Cross-strait rapport stimulates property investment scramble


The China Post news staff

In anticipation of a business boom resulting from a perceived government readiness to let in more big-spending mainland Chinese tourists, investors, and even the average citizen, are scrambling for a piece of the action, hiking up prices and the competition for pricey shop fronts.

Meanwhile, developers, eying an influx of capital from mainland China and other countries, are in a rush to build more office buildings and hotels.

Statistics compiled by real estate brokers show a 270-percent increase — an eight-month high — in the buying and selling of shop fronts in February over January. An analyst attributed the enthusiasm to the government’s policy vis-a-vis mainland China. “A possible investment protection agreement between the two sides and the government’s readiness to allow in more mainland Chinese individual tourists” are the two main incentives, said Cheng Chao-ho (鄭朝鶴), shop front business manager with Yung-Ching Realty Group (永慶房屋). The luxury tax introduced by the government last year to rein in speculation on real estate also explained the shift of investor interest from residential apartments to shop fronts, according to Cheng.

The resulting depression in the market for luxury residential apartments is forcing people who want to acquire these high-end properties to look for greener pastures elsewhere, Cheng said.

The “explosion of interest” came after the presidential election in January, when people, including those who deserted the apartment market in favor of shop fronts, enlivened the market with their “unreserved” bidding, Cheng said, adding people who previously held a wait-and-see attitude are no longer hesitant.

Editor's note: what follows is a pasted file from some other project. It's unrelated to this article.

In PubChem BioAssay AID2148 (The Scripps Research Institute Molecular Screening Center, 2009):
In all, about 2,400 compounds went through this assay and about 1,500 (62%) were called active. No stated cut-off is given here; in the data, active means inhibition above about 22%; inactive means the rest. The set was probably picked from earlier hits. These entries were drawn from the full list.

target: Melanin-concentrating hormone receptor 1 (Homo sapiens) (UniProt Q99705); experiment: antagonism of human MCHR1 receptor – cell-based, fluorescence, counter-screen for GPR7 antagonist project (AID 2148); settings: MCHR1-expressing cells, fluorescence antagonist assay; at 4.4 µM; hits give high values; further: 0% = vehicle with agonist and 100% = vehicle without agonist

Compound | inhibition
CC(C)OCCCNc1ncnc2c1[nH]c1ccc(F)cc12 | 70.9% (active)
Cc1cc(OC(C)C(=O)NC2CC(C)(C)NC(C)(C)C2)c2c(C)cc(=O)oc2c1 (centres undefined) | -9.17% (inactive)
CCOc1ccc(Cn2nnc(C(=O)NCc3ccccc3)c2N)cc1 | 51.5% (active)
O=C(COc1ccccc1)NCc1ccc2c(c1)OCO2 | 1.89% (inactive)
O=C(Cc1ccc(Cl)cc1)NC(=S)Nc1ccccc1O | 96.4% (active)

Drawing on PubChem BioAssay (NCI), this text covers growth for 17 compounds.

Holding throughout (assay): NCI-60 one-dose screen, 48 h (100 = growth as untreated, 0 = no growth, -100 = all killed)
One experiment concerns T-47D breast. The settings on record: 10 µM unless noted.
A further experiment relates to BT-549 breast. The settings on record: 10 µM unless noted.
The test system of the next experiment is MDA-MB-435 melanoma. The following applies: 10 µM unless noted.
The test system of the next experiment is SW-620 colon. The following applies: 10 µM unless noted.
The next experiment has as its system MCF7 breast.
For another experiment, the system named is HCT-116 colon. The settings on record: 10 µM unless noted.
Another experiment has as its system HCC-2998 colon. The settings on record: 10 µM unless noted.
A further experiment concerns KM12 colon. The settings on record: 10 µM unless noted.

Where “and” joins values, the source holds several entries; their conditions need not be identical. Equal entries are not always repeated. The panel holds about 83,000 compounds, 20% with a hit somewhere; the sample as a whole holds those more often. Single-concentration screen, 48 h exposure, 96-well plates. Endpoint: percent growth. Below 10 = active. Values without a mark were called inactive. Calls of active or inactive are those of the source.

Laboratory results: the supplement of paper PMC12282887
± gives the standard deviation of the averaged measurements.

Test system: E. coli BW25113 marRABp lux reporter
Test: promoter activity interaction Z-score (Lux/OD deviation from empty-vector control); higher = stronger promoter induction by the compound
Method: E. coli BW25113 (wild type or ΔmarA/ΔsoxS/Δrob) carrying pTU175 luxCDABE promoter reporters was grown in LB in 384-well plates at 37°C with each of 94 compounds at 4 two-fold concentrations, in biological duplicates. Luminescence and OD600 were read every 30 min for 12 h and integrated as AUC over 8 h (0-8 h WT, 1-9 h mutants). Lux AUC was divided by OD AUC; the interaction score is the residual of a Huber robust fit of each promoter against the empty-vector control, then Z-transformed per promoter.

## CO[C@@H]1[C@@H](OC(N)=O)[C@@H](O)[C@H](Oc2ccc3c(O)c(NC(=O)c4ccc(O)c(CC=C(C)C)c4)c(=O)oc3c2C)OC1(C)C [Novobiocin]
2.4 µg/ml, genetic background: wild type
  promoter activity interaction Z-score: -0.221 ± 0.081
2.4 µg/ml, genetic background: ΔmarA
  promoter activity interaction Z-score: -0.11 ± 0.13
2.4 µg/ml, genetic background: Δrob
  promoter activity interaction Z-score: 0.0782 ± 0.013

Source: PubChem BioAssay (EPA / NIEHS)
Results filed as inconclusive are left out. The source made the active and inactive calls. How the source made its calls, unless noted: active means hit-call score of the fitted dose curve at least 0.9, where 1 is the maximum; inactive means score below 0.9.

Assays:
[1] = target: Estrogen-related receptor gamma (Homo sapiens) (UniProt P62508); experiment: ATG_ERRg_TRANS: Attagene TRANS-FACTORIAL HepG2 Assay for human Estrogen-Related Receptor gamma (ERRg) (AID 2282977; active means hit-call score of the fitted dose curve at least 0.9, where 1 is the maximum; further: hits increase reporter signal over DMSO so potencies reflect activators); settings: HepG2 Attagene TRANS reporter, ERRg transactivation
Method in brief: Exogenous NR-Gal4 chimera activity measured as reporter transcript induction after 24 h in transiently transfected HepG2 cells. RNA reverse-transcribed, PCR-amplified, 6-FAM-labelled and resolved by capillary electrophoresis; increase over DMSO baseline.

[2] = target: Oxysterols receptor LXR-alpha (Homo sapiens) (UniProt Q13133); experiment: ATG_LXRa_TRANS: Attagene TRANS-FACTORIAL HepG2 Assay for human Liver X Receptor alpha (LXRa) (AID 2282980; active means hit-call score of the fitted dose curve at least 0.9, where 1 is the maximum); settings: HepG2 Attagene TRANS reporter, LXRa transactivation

Shop fronts favored by investors are those found in areas where mainland visitors are more visible, said Cheng.

Shop fronts most sought after by investors are those located in and around those “must-see” tourists attractions in Taipei, such as Ximending, Shilin Night Market, Yongkang Street, Tonghua Street and the shopping areas around the National Dr. Sun Yat-sen Memorial Hall. Some of these shop fronts are priced at NT$100 million or above apiece, said Cheng, but those in high demand are shop fronts located where mainland Chinese tourists, even the coach buses carrying them, can see them, Chen said.

Business properties located on the sides of the major MRT routes that traverse the city also command top dollar, Cheng said, adding investors consider them “blue-chip stocks.”

On the other hand, developers are doubling or even tripling their bets on the possible positive effects of an investment protection agreement between Taiwan and mainland China, hoping further deregulation of mainland investment in Taiwan would mean an increased demand for office and factory buildings.

According to a report in the Wednesday, Feb. 28 issue of the Chinese-language United Evening News, several developers, including Farglory Group (遠雄集團), Chong Hong Construction (長虹), and Highwealth Construction (興富發) are upbeat about the prospects of such a development and are poised to launch new projects this year.

Meanwhile, returned overseas Chinese are also active in the real estate market, buying up properties in the city, mostly in the Daan and Zhong Shan districts. According to statistics released by the Ministry of Economic Affairs, investment by returning overseas Chinese in the country last year totaled NT$15.2 billion, a 12-year high.